There is quite a bit of amazing music out there for audiophiles. Unfortunately, the vast majority of that music is rather difficult to find for the average person. Fear no more! This is the first article in our new series entitled “Bands You Haven’t Heard Of (But Should!).”
The first band I will be introducing you lovely geeks to is known as “Tennis,” whose name is actually an inside joke about Patrick Riley, the guitarist, playing the sport in college. Riley’s wife, Alaina Moore, is part of the band, and James Barone on drums completes the trio. Their music is different, to say the least. The label of “indie pop” is usually the one most frequently associated with Tennis, but that is such a wide generalization nowadays that it must be extrapolated upon.
Tennis’ music has a very warm feeling to it. Those of you who are familiar with the sound of vinyls are probably aware of the contrast between listening to a vinyl record and listening to the same track digitally. This is due to the fact that vinyl is analog, which provides a continuous sound. Digital music, on the other hand, is divided into bits (the smallest possible form of information) and is much more accurate in than analog music. Funny enough, the distortions that are often present in analog music are often quite pleasing to the ear. Somehow, Tennis has taken that warm vinyl feel and translated much of it over into their digital recordings (they even have vinyl copies available of their albums, but I have not yet had the pleasure of acquiring one), and I love it. It’s a fun, sonically refreshing departure from the vast majority of other music available today. When I listen to them, I am reminded of the Beach Boys, and that is quite high-praise indeed. You can get a feel for what I’m talking about by watching the slightly strange music video below!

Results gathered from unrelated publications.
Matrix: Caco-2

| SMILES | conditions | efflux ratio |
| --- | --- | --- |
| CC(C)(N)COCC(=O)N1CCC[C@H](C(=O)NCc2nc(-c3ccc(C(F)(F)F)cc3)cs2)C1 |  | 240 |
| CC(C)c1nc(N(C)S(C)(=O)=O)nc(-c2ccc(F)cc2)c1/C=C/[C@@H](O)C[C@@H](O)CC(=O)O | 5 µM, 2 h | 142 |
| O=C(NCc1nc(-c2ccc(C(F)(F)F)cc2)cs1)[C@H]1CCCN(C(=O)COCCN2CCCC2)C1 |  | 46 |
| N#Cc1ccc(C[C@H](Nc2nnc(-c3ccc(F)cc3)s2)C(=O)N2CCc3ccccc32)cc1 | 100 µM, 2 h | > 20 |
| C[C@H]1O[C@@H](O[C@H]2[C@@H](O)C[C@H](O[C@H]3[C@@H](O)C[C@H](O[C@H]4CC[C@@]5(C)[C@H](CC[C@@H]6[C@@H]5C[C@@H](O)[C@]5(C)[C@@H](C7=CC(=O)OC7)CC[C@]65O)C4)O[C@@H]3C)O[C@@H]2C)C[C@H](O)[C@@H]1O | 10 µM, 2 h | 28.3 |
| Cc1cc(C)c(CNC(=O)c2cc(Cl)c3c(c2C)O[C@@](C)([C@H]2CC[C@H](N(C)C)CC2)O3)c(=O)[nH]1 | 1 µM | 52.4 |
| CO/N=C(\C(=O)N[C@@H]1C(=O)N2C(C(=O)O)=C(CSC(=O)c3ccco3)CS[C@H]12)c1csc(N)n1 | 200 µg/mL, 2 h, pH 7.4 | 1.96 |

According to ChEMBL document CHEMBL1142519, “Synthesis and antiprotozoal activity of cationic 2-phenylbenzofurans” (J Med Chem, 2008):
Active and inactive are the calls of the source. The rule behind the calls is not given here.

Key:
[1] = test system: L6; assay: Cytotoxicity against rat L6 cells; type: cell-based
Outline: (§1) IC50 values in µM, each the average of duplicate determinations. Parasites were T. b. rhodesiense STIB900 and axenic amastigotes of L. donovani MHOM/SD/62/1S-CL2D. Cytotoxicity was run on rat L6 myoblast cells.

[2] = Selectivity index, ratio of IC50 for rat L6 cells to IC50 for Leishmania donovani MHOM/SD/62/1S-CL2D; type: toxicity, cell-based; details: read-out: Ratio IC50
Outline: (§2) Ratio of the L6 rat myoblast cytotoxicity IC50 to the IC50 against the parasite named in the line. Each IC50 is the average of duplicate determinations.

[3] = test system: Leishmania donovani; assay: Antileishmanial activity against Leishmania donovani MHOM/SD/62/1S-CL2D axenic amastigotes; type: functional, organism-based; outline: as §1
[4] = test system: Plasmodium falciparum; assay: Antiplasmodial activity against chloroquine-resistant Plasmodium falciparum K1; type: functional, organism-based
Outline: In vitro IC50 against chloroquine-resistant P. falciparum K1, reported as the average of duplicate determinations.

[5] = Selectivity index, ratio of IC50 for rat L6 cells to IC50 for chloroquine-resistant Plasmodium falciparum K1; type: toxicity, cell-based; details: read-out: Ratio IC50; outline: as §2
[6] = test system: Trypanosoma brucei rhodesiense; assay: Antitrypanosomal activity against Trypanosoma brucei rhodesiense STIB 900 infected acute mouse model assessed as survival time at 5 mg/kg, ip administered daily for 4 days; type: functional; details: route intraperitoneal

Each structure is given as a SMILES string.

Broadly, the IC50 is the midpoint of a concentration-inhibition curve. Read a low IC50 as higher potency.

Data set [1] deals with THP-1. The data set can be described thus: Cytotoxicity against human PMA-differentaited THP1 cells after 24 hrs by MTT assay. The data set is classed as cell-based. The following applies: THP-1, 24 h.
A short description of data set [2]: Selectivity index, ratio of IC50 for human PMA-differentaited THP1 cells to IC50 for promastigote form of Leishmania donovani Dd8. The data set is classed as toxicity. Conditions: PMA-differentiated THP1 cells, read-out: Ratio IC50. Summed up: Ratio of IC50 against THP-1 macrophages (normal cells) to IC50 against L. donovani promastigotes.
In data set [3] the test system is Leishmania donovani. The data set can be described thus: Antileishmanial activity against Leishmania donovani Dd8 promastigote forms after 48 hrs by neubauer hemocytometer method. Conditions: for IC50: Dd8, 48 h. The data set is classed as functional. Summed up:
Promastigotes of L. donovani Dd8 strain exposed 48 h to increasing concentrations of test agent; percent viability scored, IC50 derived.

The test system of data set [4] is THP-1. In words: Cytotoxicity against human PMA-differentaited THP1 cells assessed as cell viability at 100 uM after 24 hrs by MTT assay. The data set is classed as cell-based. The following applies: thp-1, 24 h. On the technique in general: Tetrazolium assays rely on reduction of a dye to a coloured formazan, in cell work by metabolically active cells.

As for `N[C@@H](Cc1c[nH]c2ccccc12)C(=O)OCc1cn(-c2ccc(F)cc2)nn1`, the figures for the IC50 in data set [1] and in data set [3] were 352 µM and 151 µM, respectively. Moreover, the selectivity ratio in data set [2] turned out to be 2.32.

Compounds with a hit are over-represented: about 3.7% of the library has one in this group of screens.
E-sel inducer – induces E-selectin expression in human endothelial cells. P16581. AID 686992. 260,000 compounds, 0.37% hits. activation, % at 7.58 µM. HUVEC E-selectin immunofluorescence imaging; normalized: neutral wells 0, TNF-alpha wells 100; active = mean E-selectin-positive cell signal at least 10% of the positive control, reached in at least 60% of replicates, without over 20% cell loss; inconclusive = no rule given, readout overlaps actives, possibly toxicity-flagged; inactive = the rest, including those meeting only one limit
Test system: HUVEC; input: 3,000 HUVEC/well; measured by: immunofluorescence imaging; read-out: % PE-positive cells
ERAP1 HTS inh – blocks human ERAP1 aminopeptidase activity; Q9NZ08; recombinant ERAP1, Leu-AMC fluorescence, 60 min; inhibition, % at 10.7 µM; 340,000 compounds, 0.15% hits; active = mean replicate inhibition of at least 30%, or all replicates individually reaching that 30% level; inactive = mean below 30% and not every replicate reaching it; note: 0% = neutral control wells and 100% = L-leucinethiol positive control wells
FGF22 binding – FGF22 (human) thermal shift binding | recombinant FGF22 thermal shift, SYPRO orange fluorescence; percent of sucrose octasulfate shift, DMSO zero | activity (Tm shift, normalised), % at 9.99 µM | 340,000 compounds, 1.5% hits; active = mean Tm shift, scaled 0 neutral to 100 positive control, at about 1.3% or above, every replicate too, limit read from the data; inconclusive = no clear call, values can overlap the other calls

That’s it for this first BYHHO! If you think you might be interested in Tennis, you can go to http://www.tennis-music.com/ for a free download of their song “Never Work for Free.”